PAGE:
Stacy Whitman is the associate editor for Mirrorstone Books, the new children’s and young adult imprint at Wizards of the Coast. Mirrorstone is seeking to publish fantasy of all sorts, from quest fantasy to dark urban fantasy to alternate world fantasy, magical realism to fairy tales. The imprint also is looking for other types of speculative fiction (such as horror/suspense and science fiction with both boy and girl appeal). The focus will be on older fiction, not picture books.
What made you decide to make children’s book editing your career focus?
It was actually a roundabout process. My first major in college was animal science–I wanted to become a veterinarian for horses. But due to a number of circumstances, I later changed my major to human development and family studies. All this while, I had been working my way through college at textbook typesetting, newspaper reporting, editing phone books, and other publishing-related jobs.
It wasn’t until I took a children’s literature class as an elective in college that it hit me–I could combine my ability as an editor with my love for children’s books, which would suit my talents more than becoming a social worker might. I’d be involved in helping with child development from a perspective that I’d enjoy. From there, it was just the matter of finding the right opportunities.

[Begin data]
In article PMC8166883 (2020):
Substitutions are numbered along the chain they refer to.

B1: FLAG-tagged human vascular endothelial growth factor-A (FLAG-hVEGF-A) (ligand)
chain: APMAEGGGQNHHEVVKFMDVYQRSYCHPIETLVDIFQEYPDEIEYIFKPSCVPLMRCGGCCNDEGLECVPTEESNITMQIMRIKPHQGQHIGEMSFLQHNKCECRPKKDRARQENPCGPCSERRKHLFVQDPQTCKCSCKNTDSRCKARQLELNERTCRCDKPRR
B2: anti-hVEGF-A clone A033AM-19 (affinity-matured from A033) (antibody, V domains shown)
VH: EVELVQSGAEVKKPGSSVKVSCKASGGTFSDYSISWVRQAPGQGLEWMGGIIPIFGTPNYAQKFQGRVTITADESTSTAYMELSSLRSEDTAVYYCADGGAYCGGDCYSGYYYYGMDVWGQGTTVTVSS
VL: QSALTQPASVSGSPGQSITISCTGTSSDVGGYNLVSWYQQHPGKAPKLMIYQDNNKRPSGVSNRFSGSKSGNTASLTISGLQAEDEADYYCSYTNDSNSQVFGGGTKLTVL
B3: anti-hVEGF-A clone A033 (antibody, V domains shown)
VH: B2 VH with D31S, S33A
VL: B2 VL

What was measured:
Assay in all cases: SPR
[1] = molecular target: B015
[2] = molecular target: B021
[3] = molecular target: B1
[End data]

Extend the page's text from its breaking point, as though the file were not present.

How did you prepare for this career?
In my last year of college, I took editing courses and an editing internship through the English department, even though I wasn’t an English major. I also joined a student publication, Leading Edge, and read science fiction and fantasy slush, to get fiction experience. Basically, I was willing to do whatever volunteer work or low-paying internships I could get to get experience.
After graduation, I worked as an editor for a trade magazine and joined SCBWI Illinois [Chicago area], writing a little of my own YA novel on the side for fun, while preparing for graduate school. I got a master’s in children’s literature from Simmons College in Boston to help round out my knowledge of the field, as well as to network in the field and figure out how to get a job.
While at Simmons, I also temped at Houghton Mifflin in the school division, and that led to getting a full time job editing social studies textbooks. My last year of grad school, I was an intern at the Horn Book Magazine and Guide for a semester, then worked at a bookseller the next semester. All that experience, along with my graduate studies, made the difference in helping me become a well-rounded candidate for the job I was eventually offered.